1st Edition

Jungian Analysis in a World on Fire At the Nexus of Individual and Collective Trauma

Edited By Laura Tuley, PhD., John White, PhD. Copyright 2024
    194 Pages 13 B/W Illustrations
    by Routledge

    194 Pages 13 B/W Illustrations
    by Routledge

    This volume of essays, all authored by practicing Jungian psychoanalysts, examines and illuminates ways of working with individual analytic and therapeutic clients in the context of powerful and current collective forces, in the United States and beyond.

    One of Carl Jung’s central achievements was his clear recognition that the psyche is a locus not only of individual and personal experiences but also of social, collective, and even cosmological experiences. This important insight on Jung’s part both opens broad vistas for psychoanalytic practice and poses potential challenges for the psychoanalytic practitioner attempting to understand and aid the individual client amidst the pressure of intense collective energies, especially amidst collective crises. Among the themes treated in this volume are principles of non-violence, environmental activism, feminism, ecological shifts due to the pandemic, the Chingada complex, mass shootings, industrial farming of animals, and death anxiety.

    Jungian Analysis in a World on Fire will be of interest to Jungian, psychoanalytic, and depth-oriented analysts and therapists engaged in how best to work with individual clients in a time of social, political, and environmental crisis. It will also be valuable for scholars interested in understanding the impact of contemporary, collective traumas on individual psychology.

    1. Introduction  2. Our Climate Crisis. The Need for an Active Analyst when working with the Nature Archetype in Jungian Analysis 3. Archetypal Nonviolence in Analysis 4. The Dark Feminine Rising. A Psycho-Cultural and Clinical Meditation 5.The View to A Kill: Conscious Cruelty and the Role of Ambivalence in Our Use and Abuse of Non-Human Animals 6. Cuauhtémoc and the Other. Confronting the Chingada Complex 7. Finding your Inner Gun. A Jungian Perspective on Mass Shootings and American Gun Culture 8. An Ecological Future Beyond the Pandemic 9. The Jungian Analyst in Between Life and Death. Clinical Ethics in an Age of Pandemic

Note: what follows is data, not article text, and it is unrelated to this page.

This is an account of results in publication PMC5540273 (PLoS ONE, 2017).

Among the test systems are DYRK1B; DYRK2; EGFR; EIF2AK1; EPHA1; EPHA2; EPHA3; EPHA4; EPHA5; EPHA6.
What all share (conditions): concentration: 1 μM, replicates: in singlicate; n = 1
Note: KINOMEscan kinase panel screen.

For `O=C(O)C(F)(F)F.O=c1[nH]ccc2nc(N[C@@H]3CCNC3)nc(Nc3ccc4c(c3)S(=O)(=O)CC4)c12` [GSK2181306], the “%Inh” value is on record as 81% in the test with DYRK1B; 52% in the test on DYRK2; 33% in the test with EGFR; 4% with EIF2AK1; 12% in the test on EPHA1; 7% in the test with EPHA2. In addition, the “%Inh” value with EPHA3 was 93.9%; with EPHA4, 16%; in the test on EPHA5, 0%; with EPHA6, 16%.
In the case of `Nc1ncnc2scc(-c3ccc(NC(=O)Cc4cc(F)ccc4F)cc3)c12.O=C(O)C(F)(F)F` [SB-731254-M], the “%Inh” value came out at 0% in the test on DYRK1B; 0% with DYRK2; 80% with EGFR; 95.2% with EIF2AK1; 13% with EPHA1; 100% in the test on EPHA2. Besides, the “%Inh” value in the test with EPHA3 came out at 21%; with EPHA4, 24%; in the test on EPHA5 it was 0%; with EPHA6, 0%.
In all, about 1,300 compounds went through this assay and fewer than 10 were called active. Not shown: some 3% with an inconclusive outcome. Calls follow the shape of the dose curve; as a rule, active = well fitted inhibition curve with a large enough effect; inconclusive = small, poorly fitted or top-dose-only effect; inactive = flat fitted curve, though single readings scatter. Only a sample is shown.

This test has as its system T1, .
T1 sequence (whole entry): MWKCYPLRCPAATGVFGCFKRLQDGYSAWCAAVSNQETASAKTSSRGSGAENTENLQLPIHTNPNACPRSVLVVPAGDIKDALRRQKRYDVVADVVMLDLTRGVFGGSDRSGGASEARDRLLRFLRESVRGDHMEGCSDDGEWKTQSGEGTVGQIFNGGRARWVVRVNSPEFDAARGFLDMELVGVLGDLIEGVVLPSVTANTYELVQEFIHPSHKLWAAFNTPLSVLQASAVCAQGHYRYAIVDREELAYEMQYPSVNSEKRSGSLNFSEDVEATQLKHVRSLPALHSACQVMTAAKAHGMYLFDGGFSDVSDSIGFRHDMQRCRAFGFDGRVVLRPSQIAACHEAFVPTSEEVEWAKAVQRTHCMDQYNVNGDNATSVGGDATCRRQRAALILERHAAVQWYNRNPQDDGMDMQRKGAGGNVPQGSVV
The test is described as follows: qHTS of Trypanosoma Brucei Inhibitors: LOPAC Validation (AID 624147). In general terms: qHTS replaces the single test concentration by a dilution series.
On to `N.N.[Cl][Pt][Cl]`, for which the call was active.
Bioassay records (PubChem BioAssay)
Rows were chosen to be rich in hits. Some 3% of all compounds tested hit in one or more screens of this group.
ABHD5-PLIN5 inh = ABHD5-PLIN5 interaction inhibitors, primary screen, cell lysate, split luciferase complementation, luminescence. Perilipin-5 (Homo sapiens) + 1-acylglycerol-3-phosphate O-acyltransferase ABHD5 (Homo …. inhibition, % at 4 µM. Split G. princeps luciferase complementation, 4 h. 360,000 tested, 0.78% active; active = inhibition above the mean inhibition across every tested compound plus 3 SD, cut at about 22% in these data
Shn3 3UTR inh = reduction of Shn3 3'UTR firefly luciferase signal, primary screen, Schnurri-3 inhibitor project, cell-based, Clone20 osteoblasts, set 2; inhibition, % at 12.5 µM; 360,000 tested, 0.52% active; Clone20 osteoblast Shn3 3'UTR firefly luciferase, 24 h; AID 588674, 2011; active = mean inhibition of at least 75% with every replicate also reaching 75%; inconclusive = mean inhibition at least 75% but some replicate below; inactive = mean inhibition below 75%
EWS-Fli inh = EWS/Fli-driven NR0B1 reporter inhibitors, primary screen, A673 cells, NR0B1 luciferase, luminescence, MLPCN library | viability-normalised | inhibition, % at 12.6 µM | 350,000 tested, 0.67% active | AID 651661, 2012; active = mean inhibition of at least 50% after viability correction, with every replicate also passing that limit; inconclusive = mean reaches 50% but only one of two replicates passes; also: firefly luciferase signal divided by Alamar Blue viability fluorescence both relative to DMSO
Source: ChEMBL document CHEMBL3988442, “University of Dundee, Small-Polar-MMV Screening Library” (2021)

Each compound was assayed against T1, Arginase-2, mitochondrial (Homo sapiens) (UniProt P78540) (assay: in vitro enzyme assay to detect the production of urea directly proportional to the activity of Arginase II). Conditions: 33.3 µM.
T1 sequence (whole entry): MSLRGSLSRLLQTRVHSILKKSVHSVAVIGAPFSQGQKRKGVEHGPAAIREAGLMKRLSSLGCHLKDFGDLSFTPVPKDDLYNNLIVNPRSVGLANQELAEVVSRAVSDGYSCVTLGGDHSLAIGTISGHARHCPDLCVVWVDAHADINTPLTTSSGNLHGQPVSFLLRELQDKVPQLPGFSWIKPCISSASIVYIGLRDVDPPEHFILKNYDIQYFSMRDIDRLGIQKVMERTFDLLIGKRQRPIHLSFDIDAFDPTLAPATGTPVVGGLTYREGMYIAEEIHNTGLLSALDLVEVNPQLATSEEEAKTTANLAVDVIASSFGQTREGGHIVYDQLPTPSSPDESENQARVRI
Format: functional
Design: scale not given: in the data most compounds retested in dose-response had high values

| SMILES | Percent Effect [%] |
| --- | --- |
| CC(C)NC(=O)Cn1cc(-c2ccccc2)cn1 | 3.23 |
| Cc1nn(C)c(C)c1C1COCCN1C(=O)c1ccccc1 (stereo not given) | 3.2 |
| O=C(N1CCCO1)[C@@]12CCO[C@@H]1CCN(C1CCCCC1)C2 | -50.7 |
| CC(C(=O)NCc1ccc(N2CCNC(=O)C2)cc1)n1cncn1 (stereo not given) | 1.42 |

Laura Camille Tuley, PhD, is a Jungian psychoanalyst in private practice in Madison, Wisconsin. She is the coordinator and a faculty member of the New Orleans Jung Seminar of the IRSJA and Co-Editor of the 'Clinical Commentaries' and 'Film & Culture' features of The Journal of Analytical Psychology. Tuley has contributed to Psychological Perspectives, Exploring Depth Psychology and the Female Self: Feminist Themes from Somewhere, the New Orleans Review, Mothering in the Third Wave, Art Papers, Hypatia, and the APA Newsletter on Feminism and Philosophy.

    John R. White, PhD, is a Jungian psychoanalyst and philosopher. He is the coordinator of the C G Jung Institute Analyst Training Program of Pittsburgh, president elect of the Pittsburgh Psychoanalytic Center, scholar-in-residence at the Silverman Phenomenology Center, Duquesne University, Pittsburgh, PA, USA, and author of Adaptation and Psychotherapy: Langs and Analytical Psychology (2023).

    In this summer of fire comes this vitalizing volume on how collective archetypal dynamics impact the being trying to be human. With existential catastrophes in the relation to the Other, that ‘other’ of nature, people, the nonhuman, climate, the iconic gun, pandemic, the atrocity of colonialism, etc. brings soul-death inside the consulting room. Here is how to treat it.

    Susan Rowland (PhD), Pacifica Graduate Institute, author of The Alchemy Fire Murder (2023)

    This challenging book aims to further the development of Jungian analysis by paying careful attention to the importance of our present social, cultural, and political realities. Our world has changed in a way that has radically affected the psyche and soul of both patients and analysts. This change has opened fundamental questions about analytic practice, the relationship between our inner and outer realities, and how this change might alter the nature of the analytic dyad. This work has brought together a diverse group of authors whose engagement with today’s challenges has made diverse and creative contributions to a world truly on fire and to the heat and development of Jungian psychology.